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Mental Health Month: 5 easy tips to manage everyday stress

By Mylie Sell – Clinical Psychologist, Higgins.

All of us struggle with stress at various stages in our lives.  The unpredictability of 2020 is putting a mental strain on many of us, often compounding the work, financial and relationship situations that cause stress and anxiety.  We’re right in the middle of Mental Health Month which is a great time to take a deep breath and reflect on our stress levels and those around us.

I’ve put together 5 great tips to help you manage stress, based on years of experience with my patients here in Canberra.  Important to remember that these are general in nature and when it comes to stress and mental health we’re all a little bit different.  Find strategies which work for you and please reach out to your GP or specialist if you’re having a tough time.

  1. Learn and Practice Self-Compassion

Ever noticed that you’re way harder on yourself than you are on your best friend?  That the compassion and understanding that come so easily when someone you love is in a tough spot is so much harder to apply to yourself?

Self-compassion is an essential component of mental health.  It starts with learning to acknowledge when you’re not yourself and then expands to a mindset of self-kindness, not self-judgement.  We all have challenging times and we all make mistakes – learning to give yourself the benefit of the doubt in these moments is an invaluable skill.

Self-compassion.org is a fantastic source of information and strategies to help you learn and practice self-compassion.

  • Exercise Regularly

The relationship between physical and mental health is much stronger than many think.  Exercising releases chemicals which improve our mood and can reduce stress and anxiety, as well as often providing a better night’s sleep. 

Of course, the world of exercise itself can be stressful – needless to say not all of us feel at home surrounded by dumbbells, lycra and protein shakes!  Find ways of exercising that you enjoy and remember that a simple walk around the block is often enough to clear the mind.  Now that summer is on the horizon try to get outside when you can, if you have friends or family who like to join that’s even better.

Our region is full of great nature reserves to explore – offering both a workout and precious peace and quiet.  The walk up Mount Painter – not far from our Macquarie clinic – is a personal favourite of mine.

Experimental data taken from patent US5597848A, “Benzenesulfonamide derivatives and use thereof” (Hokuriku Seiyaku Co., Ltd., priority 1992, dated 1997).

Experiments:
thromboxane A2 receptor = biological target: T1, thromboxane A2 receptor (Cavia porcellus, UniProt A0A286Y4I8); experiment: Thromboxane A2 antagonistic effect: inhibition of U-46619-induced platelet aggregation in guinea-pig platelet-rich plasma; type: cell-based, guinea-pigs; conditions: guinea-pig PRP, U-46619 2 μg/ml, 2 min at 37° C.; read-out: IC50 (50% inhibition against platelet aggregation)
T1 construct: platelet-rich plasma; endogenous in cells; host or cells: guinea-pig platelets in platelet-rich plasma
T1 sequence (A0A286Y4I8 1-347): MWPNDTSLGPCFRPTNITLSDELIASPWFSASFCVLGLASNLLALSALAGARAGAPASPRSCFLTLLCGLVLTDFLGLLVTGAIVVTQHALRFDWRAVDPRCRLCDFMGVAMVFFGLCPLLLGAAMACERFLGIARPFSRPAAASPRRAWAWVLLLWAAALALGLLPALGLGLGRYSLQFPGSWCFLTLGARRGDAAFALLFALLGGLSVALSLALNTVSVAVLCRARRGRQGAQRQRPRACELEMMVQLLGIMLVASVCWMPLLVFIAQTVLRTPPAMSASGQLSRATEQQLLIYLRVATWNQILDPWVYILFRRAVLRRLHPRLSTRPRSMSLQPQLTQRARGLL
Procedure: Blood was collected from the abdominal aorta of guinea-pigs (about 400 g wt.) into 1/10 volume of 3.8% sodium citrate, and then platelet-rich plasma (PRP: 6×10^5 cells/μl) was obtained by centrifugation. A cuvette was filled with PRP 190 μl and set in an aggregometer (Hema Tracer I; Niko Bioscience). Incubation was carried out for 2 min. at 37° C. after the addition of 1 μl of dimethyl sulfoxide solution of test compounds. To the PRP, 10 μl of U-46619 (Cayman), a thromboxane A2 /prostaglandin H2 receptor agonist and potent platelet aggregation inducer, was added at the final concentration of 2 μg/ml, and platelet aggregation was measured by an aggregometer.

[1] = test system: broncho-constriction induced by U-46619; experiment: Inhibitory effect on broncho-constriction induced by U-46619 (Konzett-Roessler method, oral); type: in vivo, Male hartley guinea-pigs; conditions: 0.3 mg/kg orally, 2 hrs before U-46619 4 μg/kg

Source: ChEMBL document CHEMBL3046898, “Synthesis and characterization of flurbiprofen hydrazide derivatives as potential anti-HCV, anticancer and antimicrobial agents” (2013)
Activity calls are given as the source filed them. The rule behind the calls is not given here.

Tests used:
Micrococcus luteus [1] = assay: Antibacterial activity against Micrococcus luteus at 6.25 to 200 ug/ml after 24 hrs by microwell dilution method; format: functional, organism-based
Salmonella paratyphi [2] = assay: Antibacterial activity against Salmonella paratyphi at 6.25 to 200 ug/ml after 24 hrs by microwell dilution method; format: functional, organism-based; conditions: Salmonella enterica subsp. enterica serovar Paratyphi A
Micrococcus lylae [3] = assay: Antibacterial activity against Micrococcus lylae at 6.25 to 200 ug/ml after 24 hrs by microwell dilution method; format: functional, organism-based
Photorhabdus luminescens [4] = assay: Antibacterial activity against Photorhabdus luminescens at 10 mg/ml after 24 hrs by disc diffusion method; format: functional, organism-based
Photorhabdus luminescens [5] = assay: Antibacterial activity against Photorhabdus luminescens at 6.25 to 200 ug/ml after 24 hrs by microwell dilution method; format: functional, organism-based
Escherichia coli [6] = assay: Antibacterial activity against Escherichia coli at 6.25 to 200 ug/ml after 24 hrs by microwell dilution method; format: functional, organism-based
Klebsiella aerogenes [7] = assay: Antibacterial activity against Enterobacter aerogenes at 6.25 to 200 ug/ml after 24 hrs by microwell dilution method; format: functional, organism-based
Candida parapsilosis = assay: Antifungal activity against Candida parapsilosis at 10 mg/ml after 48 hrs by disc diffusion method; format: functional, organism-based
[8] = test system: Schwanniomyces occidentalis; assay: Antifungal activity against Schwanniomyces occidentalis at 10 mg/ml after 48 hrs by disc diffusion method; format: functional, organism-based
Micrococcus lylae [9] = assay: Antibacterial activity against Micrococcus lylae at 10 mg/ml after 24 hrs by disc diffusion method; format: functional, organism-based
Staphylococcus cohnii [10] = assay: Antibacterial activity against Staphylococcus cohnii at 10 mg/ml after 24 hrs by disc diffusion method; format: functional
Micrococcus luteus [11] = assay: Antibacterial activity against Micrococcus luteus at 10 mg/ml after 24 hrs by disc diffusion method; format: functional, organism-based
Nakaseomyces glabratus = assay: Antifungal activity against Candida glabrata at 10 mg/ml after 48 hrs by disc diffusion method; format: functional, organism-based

• Take a deep breath

It’s said so often that it can sound cliched, but deep breathing is a crucial part of stress management.  A deep breath sends a message to the brain to slow down when it’s trying to race at a million miles an hour.

Deep breathing can take many forms, ranging from personal practices to formalised classes.  Taking a couple of minutes at your desk to breathe in the course of a busy day is a great trick to ease stress and regain focus.  You don’t need to take a long time out of your day to do it – the secret is to sit comfortably, close your eyes, breathe slowly, and focus on your breathing.  Just a couple of minutes can make a big difference to your day.

Yoga classes are a fantastic way to practice breathing and also a great form of exercise.  Meditation is also an incredible way to manage stress, if you haven’t tried it before I’d recommend to download either the Smiling Mind or Headspace app to your phone and give it a try – they can both be tried for free!

  • Try floating to release muscle tension

Muscle tension is another reflection of the complex and reciprocal relationship between mental and physical health.  Massage is a proven method of managing stress and for many of us an hour or two with a masseuse is the perfect way to put our mind at rest.

There are other approaches however that aren’t as well known.  One that I personally really like is called floating.  In short, floating involves a private water tank loaded with healthy salts that make floating inevitable – like a brief escape to the Dead Sea, if you will.  This not only provides the perfect setting to drift off and truly relax mentally, but the magnesium in the salts is said to improve sleep and release muscle tension.

See the folks at Astral Float Studio in Bruce if you’re interested to know more – they’ve been kind enough to offer a $15 discount to NHC members for their first 1 hour appointment, just use the code COOPHEALTH when booking online or over the phone to redeem.  Please review their information on pre-existing medical conditions prior to booking an appointment and ask your doctor if you have any questions.

It’s not for everyone, but many of my patients have found they love it.  Whatever floats your boat, right?

  • Don’t cut out fun in times of stress

When you have work, bills, and other sources of stress on your mind, there is always a temptation to cut out fun and social activities to allow more bandwidth to resolve these dilemmas.  This is definitely the wrong approach, as doing the things you enjoy is one of the best defences against stress.

Hobbies are really important.  There is no hierarchy when it comes to hobbies, it really just comes down to what you most enjoy to do – it might be gardening, craft, reading or sport.  Try to establish a routine and commit yourself to dedicating at least a couple of hours a week to your passions.

2020 has provided us all with a lesson on the importance of social connection. Human beings are social creatures and time with close friends and family is one the best antidotes for stress and anxiety, even just a half hour coffee catch up can quickly turn around a challenging week.